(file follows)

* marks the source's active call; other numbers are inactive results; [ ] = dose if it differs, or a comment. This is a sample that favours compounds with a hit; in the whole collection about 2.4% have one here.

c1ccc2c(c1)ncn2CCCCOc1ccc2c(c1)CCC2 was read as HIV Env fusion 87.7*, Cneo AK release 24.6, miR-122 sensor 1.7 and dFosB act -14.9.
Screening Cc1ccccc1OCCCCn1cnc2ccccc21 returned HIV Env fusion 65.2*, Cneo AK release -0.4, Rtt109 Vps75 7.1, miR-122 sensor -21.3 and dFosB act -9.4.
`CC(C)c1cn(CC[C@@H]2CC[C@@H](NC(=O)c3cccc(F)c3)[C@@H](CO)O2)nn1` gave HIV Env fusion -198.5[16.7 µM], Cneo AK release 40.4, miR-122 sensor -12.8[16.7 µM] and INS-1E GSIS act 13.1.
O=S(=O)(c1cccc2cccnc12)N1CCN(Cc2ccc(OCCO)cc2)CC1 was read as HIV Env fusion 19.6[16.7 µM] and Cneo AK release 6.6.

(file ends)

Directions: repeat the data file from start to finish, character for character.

* marks the source's active call; other numbers are inactive results; [ ] = dose if it differs, or a comment. This is a sample that favours compounds with a hit; in the whole collection about 2.4% have one here.

c1ccc2c(c1)ncn2CCCCOc1ccc2c(c1)CCC2 was read as HIV Env fusion 87.7*, Cneo AK release 24.6, miR-122 sensor 1.7 and dFosB act -14.9.
Screening Cc1ccccc1OCCCCn1cnc2ccccc21 returned HIV Env fusion 65.2*, Cneo AK release -0.4, Rtt109 Vps75 7.1, miR-122 sensor -21.3 and dFosB act -9.4.
`CC(C)c1cn(CC[C@@H]2CC[C@@H](NC(=O)c3cccc(F)c3)[C@@H](CO)O2)nn1` gave HIV Env fusion -198.5[16.7 µM], Cneo AK release 40.4, miR-122 sensor -12.8[16.7 µM] and INS-1E GSIS act 13.1.
O=S(=O)(c1cccc2cccnc12)N1CCN(Cc2ccc(OCCO)cc2)CC1 was read as HIV Env fusion 19.6[16.7 µM] and Cneo AK release 6.6.